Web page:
Mise en Place

Mise en Place

If you go to culinary school one of the first things you’ll learn is something called, “Mise’ en Place.”  This French term, when translated roughly means “everything in place.”  Or, more to the point, “preparation.”  Most of today’s culinary terms and chef lingo are in French because the foundation for modern cooking practices originated in France many years ago.This is by far one of the most important elements to being a successful home cook, never mind a restaurant chef.

Being organized and well prepared will not only increase the odds of pulling off a wicked meal, but it’ll save you a giant headache and an even bigger mess to clean up afterward.

Here are some standard “Mise ‘en Place” things to consider and this doesn’t include the obvious, like thawing your meat in advance.  The first thing I do is write a list of what I’m cooking, including side dishes, gravies, sauces, garnishes… the whole deal.  I write a separate list for what needs to go on the table.  It’s a pain in the ass to have to get up three times during your meal because you “forgot” something like butter, salad dressing or even something simple, like BBQ sauce.All vegetables are washed and sliced, diced or chopped in advance.  Meat is marinating too, if required.

Before you start any cooking, all prep work should be done, so when it comes time to put it all together all you’ll have to do is basic assembly work for the most part.  If you’ll need soft butter while cooking, take a pound out of the refrigerator early enough so you’ll have it when you need it.  And, have it unwrapped and sitting in a dish so it’s easy to work with when you need it.  If you need eggs at room temperature, get them out too.  Writing out lists is the key to all of this preparation.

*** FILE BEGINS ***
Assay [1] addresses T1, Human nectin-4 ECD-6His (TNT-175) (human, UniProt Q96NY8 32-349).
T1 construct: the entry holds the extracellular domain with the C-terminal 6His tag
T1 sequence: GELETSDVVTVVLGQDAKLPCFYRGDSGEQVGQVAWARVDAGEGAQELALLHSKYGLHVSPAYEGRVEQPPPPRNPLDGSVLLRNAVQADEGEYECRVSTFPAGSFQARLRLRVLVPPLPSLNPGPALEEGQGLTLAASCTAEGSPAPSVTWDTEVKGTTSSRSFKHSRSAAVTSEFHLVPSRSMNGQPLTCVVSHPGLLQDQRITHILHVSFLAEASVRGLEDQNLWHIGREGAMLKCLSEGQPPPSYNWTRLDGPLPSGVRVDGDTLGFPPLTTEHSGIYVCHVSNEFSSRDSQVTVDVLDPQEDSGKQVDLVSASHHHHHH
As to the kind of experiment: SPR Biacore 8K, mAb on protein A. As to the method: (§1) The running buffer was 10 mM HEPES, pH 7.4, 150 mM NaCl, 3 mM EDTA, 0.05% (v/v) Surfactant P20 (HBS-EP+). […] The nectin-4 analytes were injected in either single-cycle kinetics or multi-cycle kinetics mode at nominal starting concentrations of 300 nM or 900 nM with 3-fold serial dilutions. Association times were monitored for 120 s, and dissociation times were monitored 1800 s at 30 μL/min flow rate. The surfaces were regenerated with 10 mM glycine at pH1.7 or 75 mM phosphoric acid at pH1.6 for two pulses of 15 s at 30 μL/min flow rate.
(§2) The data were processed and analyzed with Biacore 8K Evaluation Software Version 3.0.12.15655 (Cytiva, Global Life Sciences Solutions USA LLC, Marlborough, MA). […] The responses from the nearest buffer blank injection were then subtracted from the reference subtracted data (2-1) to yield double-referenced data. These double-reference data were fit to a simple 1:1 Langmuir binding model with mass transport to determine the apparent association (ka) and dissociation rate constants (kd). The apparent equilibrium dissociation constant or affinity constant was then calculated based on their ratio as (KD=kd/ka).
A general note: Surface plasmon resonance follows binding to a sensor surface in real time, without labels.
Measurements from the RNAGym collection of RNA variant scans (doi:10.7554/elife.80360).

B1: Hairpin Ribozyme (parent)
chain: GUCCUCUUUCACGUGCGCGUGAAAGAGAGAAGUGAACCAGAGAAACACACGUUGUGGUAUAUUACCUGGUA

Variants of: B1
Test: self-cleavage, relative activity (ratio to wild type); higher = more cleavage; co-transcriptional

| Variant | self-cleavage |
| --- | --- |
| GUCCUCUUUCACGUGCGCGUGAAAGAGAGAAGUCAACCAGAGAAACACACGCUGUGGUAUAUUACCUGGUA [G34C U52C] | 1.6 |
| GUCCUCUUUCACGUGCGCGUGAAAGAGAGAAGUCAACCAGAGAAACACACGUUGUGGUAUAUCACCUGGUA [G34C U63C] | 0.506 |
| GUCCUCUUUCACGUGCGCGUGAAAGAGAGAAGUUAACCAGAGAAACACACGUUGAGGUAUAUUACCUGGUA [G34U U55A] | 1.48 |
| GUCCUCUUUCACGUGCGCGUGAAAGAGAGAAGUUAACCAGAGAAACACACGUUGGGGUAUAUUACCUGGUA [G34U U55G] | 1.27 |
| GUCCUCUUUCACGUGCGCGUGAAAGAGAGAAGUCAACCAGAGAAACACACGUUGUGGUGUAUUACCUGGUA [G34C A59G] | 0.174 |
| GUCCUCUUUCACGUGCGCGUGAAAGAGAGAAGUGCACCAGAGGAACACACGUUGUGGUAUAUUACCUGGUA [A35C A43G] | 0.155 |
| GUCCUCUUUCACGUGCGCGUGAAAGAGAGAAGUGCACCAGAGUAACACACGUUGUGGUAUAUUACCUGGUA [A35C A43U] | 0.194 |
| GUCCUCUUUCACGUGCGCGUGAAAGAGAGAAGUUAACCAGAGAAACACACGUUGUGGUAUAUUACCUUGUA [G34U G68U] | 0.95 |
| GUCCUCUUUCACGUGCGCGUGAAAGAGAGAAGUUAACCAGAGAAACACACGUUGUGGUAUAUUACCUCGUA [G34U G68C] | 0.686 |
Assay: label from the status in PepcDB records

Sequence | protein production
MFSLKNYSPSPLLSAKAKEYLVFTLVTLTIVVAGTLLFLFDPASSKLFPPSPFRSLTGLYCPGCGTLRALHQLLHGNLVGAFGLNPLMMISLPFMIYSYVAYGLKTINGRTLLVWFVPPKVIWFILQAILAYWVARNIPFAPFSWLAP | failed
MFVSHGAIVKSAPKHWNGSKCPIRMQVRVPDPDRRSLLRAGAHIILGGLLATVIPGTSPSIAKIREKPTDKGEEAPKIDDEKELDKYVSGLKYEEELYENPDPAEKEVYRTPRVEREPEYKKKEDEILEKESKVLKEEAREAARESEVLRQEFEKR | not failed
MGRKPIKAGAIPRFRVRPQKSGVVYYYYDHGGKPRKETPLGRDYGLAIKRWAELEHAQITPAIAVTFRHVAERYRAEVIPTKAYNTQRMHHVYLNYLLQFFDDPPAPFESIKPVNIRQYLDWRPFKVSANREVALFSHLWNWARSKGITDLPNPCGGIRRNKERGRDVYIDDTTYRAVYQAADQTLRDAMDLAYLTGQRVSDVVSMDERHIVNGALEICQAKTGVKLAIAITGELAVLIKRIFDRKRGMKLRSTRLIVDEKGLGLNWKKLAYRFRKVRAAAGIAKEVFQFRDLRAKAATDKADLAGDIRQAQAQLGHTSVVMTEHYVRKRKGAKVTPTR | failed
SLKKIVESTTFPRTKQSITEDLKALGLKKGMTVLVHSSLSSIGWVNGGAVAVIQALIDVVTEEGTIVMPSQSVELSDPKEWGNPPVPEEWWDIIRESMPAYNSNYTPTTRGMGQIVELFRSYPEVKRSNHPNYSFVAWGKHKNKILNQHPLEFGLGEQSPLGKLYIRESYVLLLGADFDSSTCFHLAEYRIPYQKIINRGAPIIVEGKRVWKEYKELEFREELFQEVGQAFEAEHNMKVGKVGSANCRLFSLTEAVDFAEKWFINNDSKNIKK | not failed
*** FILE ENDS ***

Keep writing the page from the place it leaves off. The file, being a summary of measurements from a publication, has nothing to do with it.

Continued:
Once I was making a huge meal of Italian food for twelve guests and as I was getting ready to serve I decided it was time make the garlic bread since it only takes a minute or two.  But, then I realized that I had forgotten to make the garlic butter.  I had forgotten to add it to my list.  So, with everything else pretty much ready to go, I had to soften some more butter (which was rock hard,) peel and chop some garlic, add the dry herbs and then – put it all together and broil the bread.  I even had to slice the ciabatta rolls, which of course should have been done several hours earlier.  Meanwhile, the main dish was sitting around for an extra ten minutes or so.  Luckily it was a dish that “holds” well.  But, this last minute “Oops, I forgot something” bullshit was stupid.

“Pound ‘er down!”

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